Ruellia simplex C.Wright is the correct and accepted scientific name for this species of Ruellia. It was named and described by Carlos (Charles) Wright in Flora Cubana in 1870.
Ruellia brittoniana Leonard was named and described by Emery Clarence Leonard in the Journal of the Washington Academy of Sciences in 1941.
Plants of the World Online lists 249 accepted species in the Ruellia genus. It is a member of the Acanthaceae Family along with 183 other genera. (According to Plants of the World Online as of March 14, 2018, when I published this page.) Plants of the World Online is still uploading data so these numbers could change.
My Ruellia simplex (Mexican Petunia) was given to me by my good friend and fellow plant collector, Walley Morse, of Greenville Mississippi. He brought me a nice pot full in the fall of 2011. When I first did my research on the Mexican Petunia, most information online said they were Ruellia brittoniana. I discovered The Plant List when I moved back to Missouri and started the first Belmont Rooster blog in 2013. That website said Ruellia brittoniana was a synonym of Ruellia simplex. Most websites, other than plant databases, still use the name Ruellia brittoniana. The use of incorrect names by the industry and small businesses online is a real problem…
Doing scientific name research used to be difficult and frustrating. I would do an image search and find many different species that looked similar to my plants. Once I started using The Plant List to do name searches, many times I would find out all those names were synonyms of the same species. According to the 2013 version of The Plant List, there were 10 Ruellia species that are synonyms of Ruellia simplex. The Plant List is no longer maintained so I am now using Plants of the World Online by Kew.
Dave’s Garden is listing this species as Ruellia tweedyana but that species name is a synonym of Ruellia simplex. Dave’s Garden is pretty up-to-date, but sometimes… If you go to the link to Dave’s Garden at the bottom of the page, you need to scroll down to their comments. My experience with these plants in Mississippi was limited and they didn’t work out here in mid-Missouri. Most comments of people that have grown this plant would suggest against them because they are so aggressive.
I kept them inside in the sunroom over the winter then transplanted them along the wall next to the east sunroom. I decided that area may be to shady, so I moved them to the bed next to the west sunroom.
Origin: Mexico, South America, and the Caribbean
Zones: USDA Zones 8a-11 (10 to 40° F)
Size: 36-48” tall
Light: Sun to part shade
Soil: Average to moist, well-drained soil.
Water: Average to wet.
Notes: Can be used as a marginal water plant.
I really like their very dark green, lance-shaped leaves with kind of a corrugated look. They can produce blue, purple, pink, or white flowers. Unfortunately, the only thing I didn’t like about mine was their pink flowers. I guess when Walley found his start he didn’t have a choice.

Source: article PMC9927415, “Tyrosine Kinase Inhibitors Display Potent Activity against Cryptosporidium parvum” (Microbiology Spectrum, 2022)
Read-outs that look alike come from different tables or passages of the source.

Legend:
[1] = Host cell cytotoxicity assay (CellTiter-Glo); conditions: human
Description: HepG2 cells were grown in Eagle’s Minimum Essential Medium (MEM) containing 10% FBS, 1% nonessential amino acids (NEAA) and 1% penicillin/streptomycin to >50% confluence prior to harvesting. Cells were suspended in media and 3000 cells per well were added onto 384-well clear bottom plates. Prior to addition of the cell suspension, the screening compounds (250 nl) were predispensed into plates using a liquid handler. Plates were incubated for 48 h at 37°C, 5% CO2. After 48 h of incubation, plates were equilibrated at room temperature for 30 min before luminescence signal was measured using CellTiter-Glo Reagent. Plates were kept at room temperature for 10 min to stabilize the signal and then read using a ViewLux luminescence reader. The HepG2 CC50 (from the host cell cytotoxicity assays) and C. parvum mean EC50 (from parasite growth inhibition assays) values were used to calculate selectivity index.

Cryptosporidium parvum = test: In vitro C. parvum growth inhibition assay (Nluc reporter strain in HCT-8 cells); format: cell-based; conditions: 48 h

<<<<2013 IN MISSOURI>>>>
I sold the mansion in Mississippi and moved back to the family farm in mid-Missouri in February 2013. I gave up around 200 potted plants but brought quite a few with me, including all of the Mexican Petunia.
I planted two of the pots in the bed on the south side of the house. One on each side of the downspout on the southwest corner.
I planted the third pot in front of the chicken house…
The Ruellia simplex is native to Mexico, South America, and the Caribbean. They are perennial in USDA Zones 8a-11 and Florida has listed them as an invasive species.
The Ruellia simplex is not very particular about their soil. Although they will do well in average, well-drained soil, they also do fine in wet soil. Well established plants also have a moderate amount of drought tolerance.
They will grow in sun to part shade but produce more flowers in full sun. After they flower you can cut the plant back to encourage them to flower again.
Ruellia simplex can spread aggressively by underground rhizomes and from self-seeding. If it likes you and its conditions, be prepared…
The plants on the right and left of the Mexican petunia are Talinum paniculatum (Jewels of Opar) which were also given to me by Walley Morse.
I knew it would happen sooner or later but I wasn’t sure when. I had been away from here for many years. Mississippi didn’t get a frost until December, so October 25, 2013 was like a shock!
I was somewhat prepared, though… Knowing the Ruellia simplex wasn’t cold hardy here, USDA zone 6, I had already dug several pots and put them in the shed. I left the one clump in the south bed to see what would happen. Umm… I am writing this page on March 14, 2018, and I am a bit confused… I thought I brought three pots from Mississippi and there seems to be four or five pots in this photo. Hmmm… Maybe some of the clumps were too big for one pot.
Anyway, after a while, I moved these pots to the basement. They didn’t like that to well either.
I don’t remember what happened with the Mexican petunia in the pots but there are no photos beyond the above photo. I know this plant did very well throughout the summer of 2014 but didn’t return in the spring of 2015. I was surprised it came up in 2014.
I would still like to do some experimenting with this species here or maybe a few of the cultivars. There are several… There is a trich to overwintering them here and I would like to figure it out. Well, one thing is for sure. It certainly isn’t invasive here. 🙂
I hope you enjoyed this page and maybe found it useful. If you have any comments, questions or suggestions, I would like to hear from you. Please click on “like” if you visited this page. It helps us bloggers stay motivated. 🙂 You can check out the links below for further reading. The links take you directly to the genus and species of this plant.